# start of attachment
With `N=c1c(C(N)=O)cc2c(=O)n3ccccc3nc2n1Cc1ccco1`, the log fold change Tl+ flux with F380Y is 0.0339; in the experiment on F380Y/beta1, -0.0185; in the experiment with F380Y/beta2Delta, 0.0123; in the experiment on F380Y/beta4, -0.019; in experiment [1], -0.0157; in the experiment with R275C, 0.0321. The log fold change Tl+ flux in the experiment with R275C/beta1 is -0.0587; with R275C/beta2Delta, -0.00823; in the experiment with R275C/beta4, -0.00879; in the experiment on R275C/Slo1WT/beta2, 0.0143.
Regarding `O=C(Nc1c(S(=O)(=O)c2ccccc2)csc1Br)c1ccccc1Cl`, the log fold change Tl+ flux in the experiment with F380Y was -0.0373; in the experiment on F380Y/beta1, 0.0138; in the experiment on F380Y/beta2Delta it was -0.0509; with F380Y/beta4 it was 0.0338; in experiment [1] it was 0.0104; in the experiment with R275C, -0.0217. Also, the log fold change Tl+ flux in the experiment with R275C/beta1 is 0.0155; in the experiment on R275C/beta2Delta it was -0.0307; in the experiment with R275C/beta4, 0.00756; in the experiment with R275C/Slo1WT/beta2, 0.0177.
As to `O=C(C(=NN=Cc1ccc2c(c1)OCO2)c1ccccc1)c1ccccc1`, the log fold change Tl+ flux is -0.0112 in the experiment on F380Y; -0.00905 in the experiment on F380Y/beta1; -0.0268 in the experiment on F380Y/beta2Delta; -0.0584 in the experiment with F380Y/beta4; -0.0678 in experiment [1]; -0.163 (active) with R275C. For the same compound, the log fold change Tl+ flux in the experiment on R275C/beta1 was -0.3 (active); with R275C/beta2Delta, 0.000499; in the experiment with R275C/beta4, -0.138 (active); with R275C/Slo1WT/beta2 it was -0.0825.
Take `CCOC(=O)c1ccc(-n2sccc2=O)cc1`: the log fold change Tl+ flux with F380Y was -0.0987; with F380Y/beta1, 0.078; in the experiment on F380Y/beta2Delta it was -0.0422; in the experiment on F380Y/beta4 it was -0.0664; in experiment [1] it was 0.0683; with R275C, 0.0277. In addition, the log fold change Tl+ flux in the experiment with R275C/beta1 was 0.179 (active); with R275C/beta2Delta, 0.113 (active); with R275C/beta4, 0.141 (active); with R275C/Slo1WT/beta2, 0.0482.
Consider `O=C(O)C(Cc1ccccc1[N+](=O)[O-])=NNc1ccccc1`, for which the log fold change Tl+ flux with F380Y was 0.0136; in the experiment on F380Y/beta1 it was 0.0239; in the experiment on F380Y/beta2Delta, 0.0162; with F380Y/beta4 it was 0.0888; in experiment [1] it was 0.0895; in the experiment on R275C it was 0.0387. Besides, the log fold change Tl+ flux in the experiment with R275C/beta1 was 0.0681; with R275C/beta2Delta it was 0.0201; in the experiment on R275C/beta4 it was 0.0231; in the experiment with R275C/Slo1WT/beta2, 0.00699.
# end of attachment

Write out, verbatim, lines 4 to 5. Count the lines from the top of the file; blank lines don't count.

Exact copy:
Take `CCOC(=O)c1ccc(-n2sccc2=O)cc1`: the log fold change Tl+ flux with F380Y was -0.0987; with F380Y/beta1, 0.078; in the experiment on F380Y/beta2Delta it was -0.0422; in the experiment on F380Y/beta4 it was -0.0664; in experiment [1] it was 0.0683; with R275C, 0.0277. In addition, the log fold change Tl+ flux in the experiment with R275C/beta1 was 0.179 (active); with R275C/beta2Delta, 0.113 (active); with R275C/beta4, 0.141 (active); with R275C/Slo1WT/beta2, 0.0482.
Consider `O=C(O)C(Cc1ccccc1[N+](=O)[O-])=NNc1ccccc1`, for which the log fold change Tl+ flux with F380Y was 0.0136; in the experiment on F380Y/beta1 it was 0.0239; in the experiment on F380Y/beta2Delta, 0.0162; with F380Y/beta4 it was 0.0888; in experiment [1] it was 0.0895; in the experiment on R275C it was 0.0387. Besides, the log fold change Tl+ flux in the experiment with R275C/beta1 was 0.0681; with R275C/beta2Delta it was 0.0201; in the experiment on R275C/beta4 it was 0.0231; in the experiment with R275C/Slo1WT/beta2, 0.00699.